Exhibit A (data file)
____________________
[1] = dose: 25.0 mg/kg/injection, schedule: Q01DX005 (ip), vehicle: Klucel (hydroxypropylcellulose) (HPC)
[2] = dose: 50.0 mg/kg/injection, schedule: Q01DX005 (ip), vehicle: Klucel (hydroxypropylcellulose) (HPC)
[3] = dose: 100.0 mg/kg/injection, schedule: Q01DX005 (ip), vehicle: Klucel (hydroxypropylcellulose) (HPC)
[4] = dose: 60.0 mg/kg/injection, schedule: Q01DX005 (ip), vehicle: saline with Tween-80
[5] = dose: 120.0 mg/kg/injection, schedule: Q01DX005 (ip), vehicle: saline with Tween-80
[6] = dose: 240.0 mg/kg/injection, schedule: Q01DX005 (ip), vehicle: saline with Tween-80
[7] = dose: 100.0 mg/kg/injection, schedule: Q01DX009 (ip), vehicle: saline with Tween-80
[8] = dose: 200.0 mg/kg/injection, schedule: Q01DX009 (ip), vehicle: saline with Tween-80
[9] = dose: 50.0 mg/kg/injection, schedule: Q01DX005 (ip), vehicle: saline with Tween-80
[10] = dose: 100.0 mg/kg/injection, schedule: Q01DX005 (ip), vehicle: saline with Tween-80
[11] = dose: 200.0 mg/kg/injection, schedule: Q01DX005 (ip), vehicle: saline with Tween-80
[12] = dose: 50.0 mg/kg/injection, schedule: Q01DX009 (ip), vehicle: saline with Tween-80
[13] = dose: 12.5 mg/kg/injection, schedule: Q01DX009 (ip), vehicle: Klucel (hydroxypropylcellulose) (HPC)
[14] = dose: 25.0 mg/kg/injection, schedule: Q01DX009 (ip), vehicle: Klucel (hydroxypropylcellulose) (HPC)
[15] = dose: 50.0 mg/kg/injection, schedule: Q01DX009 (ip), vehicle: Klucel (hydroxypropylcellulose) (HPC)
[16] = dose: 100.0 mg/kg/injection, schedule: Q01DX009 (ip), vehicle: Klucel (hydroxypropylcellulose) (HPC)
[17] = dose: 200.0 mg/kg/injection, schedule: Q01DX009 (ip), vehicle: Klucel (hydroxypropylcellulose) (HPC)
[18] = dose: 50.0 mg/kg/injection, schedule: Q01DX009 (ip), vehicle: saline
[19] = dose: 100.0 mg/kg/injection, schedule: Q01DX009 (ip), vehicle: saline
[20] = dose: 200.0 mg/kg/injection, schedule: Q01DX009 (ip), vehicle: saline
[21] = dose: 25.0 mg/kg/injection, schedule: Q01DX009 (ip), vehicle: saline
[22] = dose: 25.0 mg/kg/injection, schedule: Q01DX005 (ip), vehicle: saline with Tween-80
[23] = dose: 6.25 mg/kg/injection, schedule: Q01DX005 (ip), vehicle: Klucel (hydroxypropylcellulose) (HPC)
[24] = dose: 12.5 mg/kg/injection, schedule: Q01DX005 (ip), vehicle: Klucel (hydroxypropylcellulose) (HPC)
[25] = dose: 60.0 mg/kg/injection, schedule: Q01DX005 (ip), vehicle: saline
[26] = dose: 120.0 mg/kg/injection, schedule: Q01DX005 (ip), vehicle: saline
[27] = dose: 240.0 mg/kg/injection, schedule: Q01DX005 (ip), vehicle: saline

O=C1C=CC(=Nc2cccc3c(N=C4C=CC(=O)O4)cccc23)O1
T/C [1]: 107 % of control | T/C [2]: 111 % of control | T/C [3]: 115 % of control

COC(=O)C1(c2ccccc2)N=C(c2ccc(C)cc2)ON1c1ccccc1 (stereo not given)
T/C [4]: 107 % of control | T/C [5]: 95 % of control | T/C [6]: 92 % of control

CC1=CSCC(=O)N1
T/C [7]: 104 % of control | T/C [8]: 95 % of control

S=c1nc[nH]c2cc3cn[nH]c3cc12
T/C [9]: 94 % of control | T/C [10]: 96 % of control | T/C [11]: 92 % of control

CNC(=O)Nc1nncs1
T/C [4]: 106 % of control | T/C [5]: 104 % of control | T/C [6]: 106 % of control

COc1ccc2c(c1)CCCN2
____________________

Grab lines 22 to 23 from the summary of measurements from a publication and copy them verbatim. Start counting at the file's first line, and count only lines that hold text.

[22] = dose: 25.0 mg/kg/injection, schedule: Q01DX005 (ip), vehicle: saline with Tween-80
[23] = dose: 6.25 mg/kg/injection, schedule: Q01DX005 (ip), vehicle: Klucel (hydroxypropylcellulose) (HPC)